From the golden fields of grain in Ukraine to the classrooms of Uvalde, Texas it is hard not to feel deep sadness at the self-inflicted tragedies of life.
Wilfred Owen’s poem Futility captured this feeling during WW I in which the poet lost his life on November 4, 1918: :
Move him into the sun—
Gently its touch awoke him once,
At home, whispering of fields unsown.
Always it woke him, even in France,
Until this morning and this snow.
If anything might rouse him now
The kind old sun will know.
Think how it wakes the seeds—
Woke once the clays of a cold star.
Are limbs, so dear-achieved, are sides
Full-nerved, still warm, too hard to stir?
Was it for this the clay grew tall?
—O what made fatuous sunbeams toil
To break earth’s sleep at all?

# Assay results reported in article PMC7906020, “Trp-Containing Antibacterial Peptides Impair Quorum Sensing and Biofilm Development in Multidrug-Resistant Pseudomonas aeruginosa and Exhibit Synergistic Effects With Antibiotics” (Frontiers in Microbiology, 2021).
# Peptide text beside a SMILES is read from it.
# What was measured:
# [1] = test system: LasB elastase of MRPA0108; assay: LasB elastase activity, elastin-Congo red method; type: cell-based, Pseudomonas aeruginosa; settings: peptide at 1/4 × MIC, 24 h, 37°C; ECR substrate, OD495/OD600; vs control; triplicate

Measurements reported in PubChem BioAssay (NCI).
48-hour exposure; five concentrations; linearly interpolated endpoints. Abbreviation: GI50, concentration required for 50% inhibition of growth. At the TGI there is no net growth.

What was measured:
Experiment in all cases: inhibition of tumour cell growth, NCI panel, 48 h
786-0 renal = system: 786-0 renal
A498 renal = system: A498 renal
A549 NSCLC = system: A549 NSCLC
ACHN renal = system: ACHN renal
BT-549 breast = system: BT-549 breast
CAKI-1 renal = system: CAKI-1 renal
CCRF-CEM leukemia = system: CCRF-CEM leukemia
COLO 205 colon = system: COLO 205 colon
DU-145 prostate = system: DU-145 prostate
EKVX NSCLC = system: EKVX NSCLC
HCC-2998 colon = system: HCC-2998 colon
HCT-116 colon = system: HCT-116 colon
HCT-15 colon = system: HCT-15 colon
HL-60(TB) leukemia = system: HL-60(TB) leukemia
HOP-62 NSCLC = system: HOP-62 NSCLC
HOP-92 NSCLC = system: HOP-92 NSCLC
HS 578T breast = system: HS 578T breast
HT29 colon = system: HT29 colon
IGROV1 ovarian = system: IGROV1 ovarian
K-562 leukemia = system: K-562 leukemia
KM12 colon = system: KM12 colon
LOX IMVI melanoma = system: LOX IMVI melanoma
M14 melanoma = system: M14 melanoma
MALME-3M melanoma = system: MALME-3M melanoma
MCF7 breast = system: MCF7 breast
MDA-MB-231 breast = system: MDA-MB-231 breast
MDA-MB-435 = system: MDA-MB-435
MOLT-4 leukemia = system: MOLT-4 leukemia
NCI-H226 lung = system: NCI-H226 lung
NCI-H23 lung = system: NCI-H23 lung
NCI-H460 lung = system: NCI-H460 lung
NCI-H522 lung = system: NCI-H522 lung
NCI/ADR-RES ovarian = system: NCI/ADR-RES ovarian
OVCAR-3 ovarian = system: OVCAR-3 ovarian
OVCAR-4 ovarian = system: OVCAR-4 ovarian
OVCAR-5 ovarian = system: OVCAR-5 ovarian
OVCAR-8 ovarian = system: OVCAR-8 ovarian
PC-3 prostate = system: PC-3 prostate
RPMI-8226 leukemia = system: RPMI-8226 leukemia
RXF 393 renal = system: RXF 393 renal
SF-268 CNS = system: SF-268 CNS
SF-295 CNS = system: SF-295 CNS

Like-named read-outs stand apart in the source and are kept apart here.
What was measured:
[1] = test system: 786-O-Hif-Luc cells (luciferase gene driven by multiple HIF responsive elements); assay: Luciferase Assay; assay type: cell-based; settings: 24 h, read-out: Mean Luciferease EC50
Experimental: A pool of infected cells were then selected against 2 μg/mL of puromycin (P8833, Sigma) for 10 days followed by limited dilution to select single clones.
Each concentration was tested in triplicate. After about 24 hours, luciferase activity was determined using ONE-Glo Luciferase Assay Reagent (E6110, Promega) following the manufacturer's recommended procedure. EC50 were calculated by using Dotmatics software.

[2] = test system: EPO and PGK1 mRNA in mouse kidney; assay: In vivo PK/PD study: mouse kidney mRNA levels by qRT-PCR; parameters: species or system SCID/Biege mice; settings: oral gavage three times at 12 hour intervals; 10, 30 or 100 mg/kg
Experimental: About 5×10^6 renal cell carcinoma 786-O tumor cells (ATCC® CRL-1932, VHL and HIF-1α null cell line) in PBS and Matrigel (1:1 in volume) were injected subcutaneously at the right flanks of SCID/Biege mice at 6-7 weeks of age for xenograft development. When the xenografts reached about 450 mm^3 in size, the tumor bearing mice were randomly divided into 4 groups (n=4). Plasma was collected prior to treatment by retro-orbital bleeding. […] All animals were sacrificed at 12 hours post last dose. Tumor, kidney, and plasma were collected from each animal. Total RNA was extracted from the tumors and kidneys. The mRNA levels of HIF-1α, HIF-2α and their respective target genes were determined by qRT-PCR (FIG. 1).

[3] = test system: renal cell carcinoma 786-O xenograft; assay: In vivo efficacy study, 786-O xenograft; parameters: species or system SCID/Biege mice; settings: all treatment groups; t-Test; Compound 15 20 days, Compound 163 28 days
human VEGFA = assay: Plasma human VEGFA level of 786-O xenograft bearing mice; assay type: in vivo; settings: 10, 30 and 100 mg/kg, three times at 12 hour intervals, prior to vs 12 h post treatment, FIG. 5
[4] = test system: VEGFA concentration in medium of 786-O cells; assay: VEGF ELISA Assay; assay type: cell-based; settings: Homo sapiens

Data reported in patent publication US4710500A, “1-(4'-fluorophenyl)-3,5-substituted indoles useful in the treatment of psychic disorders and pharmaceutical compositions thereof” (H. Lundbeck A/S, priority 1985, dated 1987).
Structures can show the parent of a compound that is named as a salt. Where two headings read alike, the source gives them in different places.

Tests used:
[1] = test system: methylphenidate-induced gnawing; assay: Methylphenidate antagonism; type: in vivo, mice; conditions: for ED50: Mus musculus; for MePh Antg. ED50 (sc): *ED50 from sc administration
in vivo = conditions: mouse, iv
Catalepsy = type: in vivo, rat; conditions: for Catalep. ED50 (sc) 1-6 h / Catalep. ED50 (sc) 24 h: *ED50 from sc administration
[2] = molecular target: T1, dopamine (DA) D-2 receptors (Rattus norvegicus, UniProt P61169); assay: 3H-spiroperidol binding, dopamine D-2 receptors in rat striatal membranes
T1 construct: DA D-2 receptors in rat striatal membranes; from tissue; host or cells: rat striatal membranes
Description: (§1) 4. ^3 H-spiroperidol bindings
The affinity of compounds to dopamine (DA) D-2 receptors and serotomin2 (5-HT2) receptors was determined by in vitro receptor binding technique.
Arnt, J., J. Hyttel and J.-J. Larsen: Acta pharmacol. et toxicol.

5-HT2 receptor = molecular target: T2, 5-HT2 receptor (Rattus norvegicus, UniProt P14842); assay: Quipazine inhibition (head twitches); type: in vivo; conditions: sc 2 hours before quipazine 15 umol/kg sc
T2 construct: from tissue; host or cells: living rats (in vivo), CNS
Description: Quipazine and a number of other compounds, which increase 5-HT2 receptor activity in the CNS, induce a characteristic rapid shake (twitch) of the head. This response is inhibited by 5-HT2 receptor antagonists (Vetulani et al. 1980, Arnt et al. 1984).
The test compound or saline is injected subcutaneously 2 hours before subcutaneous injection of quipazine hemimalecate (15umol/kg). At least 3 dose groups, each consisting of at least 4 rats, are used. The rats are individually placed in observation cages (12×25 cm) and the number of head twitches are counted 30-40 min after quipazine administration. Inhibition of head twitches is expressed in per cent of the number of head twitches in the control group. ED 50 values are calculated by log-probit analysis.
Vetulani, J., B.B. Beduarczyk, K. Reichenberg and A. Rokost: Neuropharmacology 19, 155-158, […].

Where is Hope?
The irony of memory is that lives transcend tragedy when we remember the people whose loss leaves a deep crevice in our soul. Especially those who gave us life and purpose when we faced our own uncertainties.
The most important event during the day when deployed in the Navy is mail call. That is a reminder of the reunion everyone longed for.
(Returning from Operation Golden Dragon, Yokosuka, Japan 1970. Mary Ann and Lara greet our brief stop to replenish before going back to sea. USS Windham County LST 1170 in background.)
Today an individual’s presence may not be physical, but the meaning they gave to our lives endures. That is how hope overcomes tragedy.